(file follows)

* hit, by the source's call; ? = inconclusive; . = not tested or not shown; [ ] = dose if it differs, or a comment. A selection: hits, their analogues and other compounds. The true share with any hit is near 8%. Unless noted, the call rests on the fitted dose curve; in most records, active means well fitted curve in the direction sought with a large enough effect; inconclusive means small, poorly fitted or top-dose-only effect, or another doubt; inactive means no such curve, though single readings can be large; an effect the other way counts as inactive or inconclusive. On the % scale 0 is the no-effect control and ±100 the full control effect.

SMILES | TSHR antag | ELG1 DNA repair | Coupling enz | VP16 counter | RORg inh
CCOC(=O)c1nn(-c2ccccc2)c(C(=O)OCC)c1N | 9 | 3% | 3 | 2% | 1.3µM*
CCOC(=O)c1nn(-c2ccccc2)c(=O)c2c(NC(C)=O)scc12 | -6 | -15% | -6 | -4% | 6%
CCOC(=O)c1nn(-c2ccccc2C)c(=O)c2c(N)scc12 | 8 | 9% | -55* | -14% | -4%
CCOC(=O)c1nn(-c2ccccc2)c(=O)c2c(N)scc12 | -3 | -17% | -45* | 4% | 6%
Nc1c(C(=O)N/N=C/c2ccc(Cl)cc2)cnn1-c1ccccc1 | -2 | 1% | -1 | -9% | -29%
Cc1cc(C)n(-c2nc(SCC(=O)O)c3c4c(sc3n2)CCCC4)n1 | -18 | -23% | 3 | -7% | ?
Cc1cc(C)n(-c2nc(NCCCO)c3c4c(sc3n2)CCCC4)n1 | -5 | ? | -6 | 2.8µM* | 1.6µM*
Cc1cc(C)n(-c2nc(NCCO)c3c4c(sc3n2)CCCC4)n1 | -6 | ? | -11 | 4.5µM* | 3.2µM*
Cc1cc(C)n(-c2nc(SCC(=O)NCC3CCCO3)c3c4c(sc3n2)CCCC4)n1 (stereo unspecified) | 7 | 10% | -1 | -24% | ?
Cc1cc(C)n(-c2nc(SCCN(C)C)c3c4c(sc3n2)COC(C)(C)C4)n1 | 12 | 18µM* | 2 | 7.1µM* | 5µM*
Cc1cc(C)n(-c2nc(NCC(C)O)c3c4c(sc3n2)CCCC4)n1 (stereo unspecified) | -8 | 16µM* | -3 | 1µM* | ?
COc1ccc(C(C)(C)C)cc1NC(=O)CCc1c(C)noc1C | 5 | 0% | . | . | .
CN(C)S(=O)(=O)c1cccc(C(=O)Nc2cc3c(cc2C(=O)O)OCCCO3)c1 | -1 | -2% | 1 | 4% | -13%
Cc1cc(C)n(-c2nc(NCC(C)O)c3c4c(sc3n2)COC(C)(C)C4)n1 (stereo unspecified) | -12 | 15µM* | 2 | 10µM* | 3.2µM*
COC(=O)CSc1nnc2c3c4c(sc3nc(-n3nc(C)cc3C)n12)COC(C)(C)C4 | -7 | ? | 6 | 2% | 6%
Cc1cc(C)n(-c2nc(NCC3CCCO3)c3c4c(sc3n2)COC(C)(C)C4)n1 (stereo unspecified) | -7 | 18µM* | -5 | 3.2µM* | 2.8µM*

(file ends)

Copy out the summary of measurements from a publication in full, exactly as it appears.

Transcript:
* hit, by the source's call; ? = inconclusive; . = not tested or not shown; [ ] = dose if it differs, or a comment. A selection: hits, their analogues and other compounds. The true share with any hit is near 8%. Unless noted, the call rests on the fitted dose curve; in most records, active means well fitted curve in the direction sought with a large enough effect; inconclusive means small, poorly fitted or top-dose-only effect, or another doubt; inactive means no such curve, though single readings can be large; an effect the other way counts as inactive or inconclusive. On the % scale 0 is the no-effect control and ±100 the full control effect.

SMILES | TSHR antag | ELG1 DNA repair | Coupling enz | VP16 counter | RORg inh
CCOC(=O)c1nn(-c2ccccc2)c(C(=O)OCC)c1N | 9 | 3% | 3 | 2% | 1.3µM*
CCOC(=O)c1nn(-c2ccccc2)c(=O)c2c(NC(C)=O)scc12 | -6 | -15% | -6 | -4% | 6%
CCOC(=O)c1nn(-c2ccccc2C)c(=O)c2c(N)scc12 | 8 | 9% | -55* | -14% | -4%
CCOC(=O)c1nn(-c2ccccc2)c(=O)c2c(N)scc12 | -3 | -17% | -45* | 4% | 6%
Nc1c(C(=O)N/N=C/c2ccc(Cl)cc2)cnn1-c1ccccc1 | -2 | 1% | -1 | -9% | -29%
Cc1cc(C)n(-c2nc(SCC(=O)O)c3c4c(sc3n2)CCCC4)n1 | -18 | -23% | 3 | -7% | ?
Cc1cc(C)n(-c2nc(NCCCO)c3c4c(sc3n2)CCCC4)n1 | -5 | ? | -6 | 2.8µM* | 1.6µM*
Cc1cc(C)n(-c2nc(NCCO)c3c4c(sc3n2)CCCC4)n1 | -6 | ? | -11 | 4.5µM* | 3.2µM*
Cc1cc(C)n(-c2nc(SCC(=O)NCC3CCCO3)c3c4c(sc3n2)CCCC4)n1 (stereo unspecified) | 7 | 10% | -1 | -24% | ?
Cc1cc(C)n(-c2nc(SCCN(C)C)c3c4c(sc3n2)COC(C)(C)C4)n1 | 12 | 18µM* | 2 | 7.1µM* | 5µM*
Cc1cc(C)n(-c2nc(NCC(C)O)c3c4c(sc3n2)CCCC4)n1 (stereo unspecified) | -8 | 16µM* | -3 | 1µM* | ?
COc1ccc(C(C)(C)C)cc1NC(=O)CCc1c(C)noc1C | 5 | 0% | . | . | .
CN(C)S(=O)(=O)c1cccc(C(=O)Nc2cc3c(cc2C(=O)O)OCCCO3)c1 | -1 | -2% | 1 | 4% | -13%
Cc1cc(C)n(-c2nc(NCC(C)O)c3c4c(sc3n2)COC(C)(C)C4)n1 (stereo unspecified) | -12 | 15µM* | 2 | 10µM* | 3.2µM*
COC(=O)CSc1nnc2c3c4c(sc3nc(-n3nc(C)cc3C)n12)COC(C)(C)C4 | -7 | ? | 6 | 2% | 6%
Cc1cc(C)n(-c2nc(NCC3CCCO3)c3c4c(sc3n2)COC(C)(C)C4)n1 (stereo unspecified) | -7 | 18µM* | -5 | 3.2µM* | 2.8µM*